How did it get there?



The government. Mind control. Brain waves.

ESP. I don't know, but they're there,

always bothering me.



Are there good and bad voices, or just bad?



The voices are bad. Why else

would the government put them there?

I haven't heard good voices for a long time.

I didn't hear voices before I joined the marines

That's how I know it s a government plot.

They're out to get me.



Who, specifically, is out to get you?



The FBI, the CIA, the doctors.



Ellen came Christmas Day at 2 p.m.

I gave her the usual $3

and wished her Merry Christmas.

She thanked me

and patted my shoulder.

I patted her back.



I wonder about Ellen s voices,

who the creep represents.



She came this morning at 9:30

just as I was having my oatmeal.

I gave her the $3. She thanked me

and grinned. Said: You dear soul!



Madeline DeFreesá poetry workshop

at Richard Hugo House:

She gives an assignment on birds.

I know nothing of birds but write this:


Neologisms of an Ornithologist in a Quiet Room


Curled like a bird in its mother s nest

the patient lies on a cot mumbling: Roomboom

quietroom. Boobyhatch my egrets

regrets. Magpie, tell Wagatail:

strap me to swallowlegs.

Blue-throated doc butcherbirds my brains

again and again. Nutcracker nurse nightjars my back.

Sniper trail's me. Yellow-bellied sapsucker

twists. Oh, my arms pintail my sage.

Oh, girl, whippoorwilling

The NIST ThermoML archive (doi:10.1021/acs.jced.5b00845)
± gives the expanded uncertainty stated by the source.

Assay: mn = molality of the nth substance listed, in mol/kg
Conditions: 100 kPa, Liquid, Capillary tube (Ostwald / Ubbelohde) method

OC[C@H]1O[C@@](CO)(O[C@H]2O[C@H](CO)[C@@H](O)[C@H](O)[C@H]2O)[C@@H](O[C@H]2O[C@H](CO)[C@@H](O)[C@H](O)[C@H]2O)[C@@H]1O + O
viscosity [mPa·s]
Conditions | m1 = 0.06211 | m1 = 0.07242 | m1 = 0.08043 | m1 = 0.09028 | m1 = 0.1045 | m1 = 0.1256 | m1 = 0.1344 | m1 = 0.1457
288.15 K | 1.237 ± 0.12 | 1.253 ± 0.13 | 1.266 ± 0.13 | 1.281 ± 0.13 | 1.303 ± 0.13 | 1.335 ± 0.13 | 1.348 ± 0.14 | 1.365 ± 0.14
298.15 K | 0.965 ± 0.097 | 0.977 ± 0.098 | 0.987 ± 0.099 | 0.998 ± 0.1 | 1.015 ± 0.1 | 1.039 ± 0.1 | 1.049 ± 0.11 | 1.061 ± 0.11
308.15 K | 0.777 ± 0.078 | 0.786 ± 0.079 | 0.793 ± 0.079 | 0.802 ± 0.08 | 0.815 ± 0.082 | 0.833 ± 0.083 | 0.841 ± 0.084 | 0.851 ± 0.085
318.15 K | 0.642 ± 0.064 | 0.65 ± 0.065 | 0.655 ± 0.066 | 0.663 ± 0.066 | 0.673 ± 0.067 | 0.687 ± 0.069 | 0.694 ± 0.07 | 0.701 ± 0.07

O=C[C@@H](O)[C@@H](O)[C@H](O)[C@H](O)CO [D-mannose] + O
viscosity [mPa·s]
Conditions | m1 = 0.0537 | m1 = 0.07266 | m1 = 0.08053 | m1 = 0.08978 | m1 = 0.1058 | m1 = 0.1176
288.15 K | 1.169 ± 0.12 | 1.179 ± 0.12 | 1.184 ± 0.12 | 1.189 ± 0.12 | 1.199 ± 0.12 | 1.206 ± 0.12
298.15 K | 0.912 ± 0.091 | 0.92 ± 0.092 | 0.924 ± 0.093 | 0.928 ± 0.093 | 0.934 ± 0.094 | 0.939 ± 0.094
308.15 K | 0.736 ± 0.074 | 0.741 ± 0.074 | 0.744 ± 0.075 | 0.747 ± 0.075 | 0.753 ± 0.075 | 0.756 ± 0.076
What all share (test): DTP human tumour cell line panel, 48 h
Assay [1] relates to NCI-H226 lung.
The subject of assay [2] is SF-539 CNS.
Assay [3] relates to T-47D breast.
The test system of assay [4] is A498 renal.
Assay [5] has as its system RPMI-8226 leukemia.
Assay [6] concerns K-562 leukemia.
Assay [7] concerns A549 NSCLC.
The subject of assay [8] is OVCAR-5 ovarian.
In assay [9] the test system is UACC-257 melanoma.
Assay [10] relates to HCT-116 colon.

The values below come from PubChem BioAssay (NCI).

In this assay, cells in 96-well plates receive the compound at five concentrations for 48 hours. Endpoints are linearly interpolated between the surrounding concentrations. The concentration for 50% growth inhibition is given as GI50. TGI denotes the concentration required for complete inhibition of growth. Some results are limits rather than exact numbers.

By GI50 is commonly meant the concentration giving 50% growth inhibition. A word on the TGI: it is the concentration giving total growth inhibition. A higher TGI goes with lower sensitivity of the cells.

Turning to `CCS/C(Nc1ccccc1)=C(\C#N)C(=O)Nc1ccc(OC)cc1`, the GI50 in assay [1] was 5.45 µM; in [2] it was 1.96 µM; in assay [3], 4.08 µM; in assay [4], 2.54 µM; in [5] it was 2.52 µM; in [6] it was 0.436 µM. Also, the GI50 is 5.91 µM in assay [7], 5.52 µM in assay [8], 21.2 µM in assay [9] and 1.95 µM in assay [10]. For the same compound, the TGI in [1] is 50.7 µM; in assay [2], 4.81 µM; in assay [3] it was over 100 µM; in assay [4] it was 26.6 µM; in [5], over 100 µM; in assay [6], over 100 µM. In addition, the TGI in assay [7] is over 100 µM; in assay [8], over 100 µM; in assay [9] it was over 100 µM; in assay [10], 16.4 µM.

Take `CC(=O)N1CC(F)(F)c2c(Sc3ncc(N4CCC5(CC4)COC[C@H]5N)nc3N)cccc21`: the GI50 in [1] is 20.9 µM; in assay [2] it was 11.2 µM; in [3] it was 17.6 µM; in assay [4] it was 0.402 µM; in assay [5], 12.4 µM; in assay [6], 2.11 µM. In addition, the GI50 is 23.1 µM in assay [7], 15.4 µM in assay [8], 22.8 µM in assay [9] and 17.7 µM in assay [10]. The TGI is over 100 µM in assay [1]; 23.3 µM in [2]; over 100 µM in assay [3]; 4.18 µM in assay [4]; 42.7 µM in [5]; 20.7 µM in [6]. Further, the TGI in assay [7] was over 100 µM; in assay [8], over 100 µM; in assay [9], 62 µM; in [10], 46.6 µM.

girl. Swallow me. Let the wren.

Let the quail, swallow me.



Ellen came for the second time yesterday, 8:15 p.m.

I was coming home from dinner with my cousin, Kathy.

I said to Ellen: You already came today,

but I gave her the last $3 I had in my desk drawer

and cautioned her to keep warm.



Did she sleep in a shelter

those bitter cold nights? The city

asks for donations of blankets

so people can sleep outside,

instead of opening buildings.

It doesn't make sense.



acronym for Seattle Housing And Resource Effort,

is a group of homeless and formerly homeless men and women

working together in a self-managed system of shelters

and other resources. Our long-term goal is to end homelessness.



When she s really scared - when the FBI is after her

or the doctors are putting her in restraintsá

she wears combat boots and carries a hammer.

Otherwise, her attire is outdoorsy rather than military.

For protection, she hides an umbrella in her pack.



Women's Housing Equality and Enhancement League,

a grassroots empowerment organization of homeless

and formerly homeless women, allied with SHARE,

focusing on the problems of homeless women.


      Anitra L. Freeman, Wheel Contact Person

WHEEL's goals give voice and leadership

to homeless women to organize campaigns

around increased services and safety for homeless women,

and to develop and support self-managed shelters.

(There is now, in 1998, one self-managed shelter

for women only; another may reopen soon.)



Dear Anitra,

     What does WHEEL

do about homeless

women who are mentally ill?

I know of a woman who won't go to shelters.

She wants to be free.

She won't take her medication,

goes house to house asking for money.

She suffers from schizophrenia

but doesn't want to see doctors.

How does one help?



That's one nobody has a complete answer to,

Esther. The Access Project, in which case workers

go out to places where homeless people are

(including under the viaducts)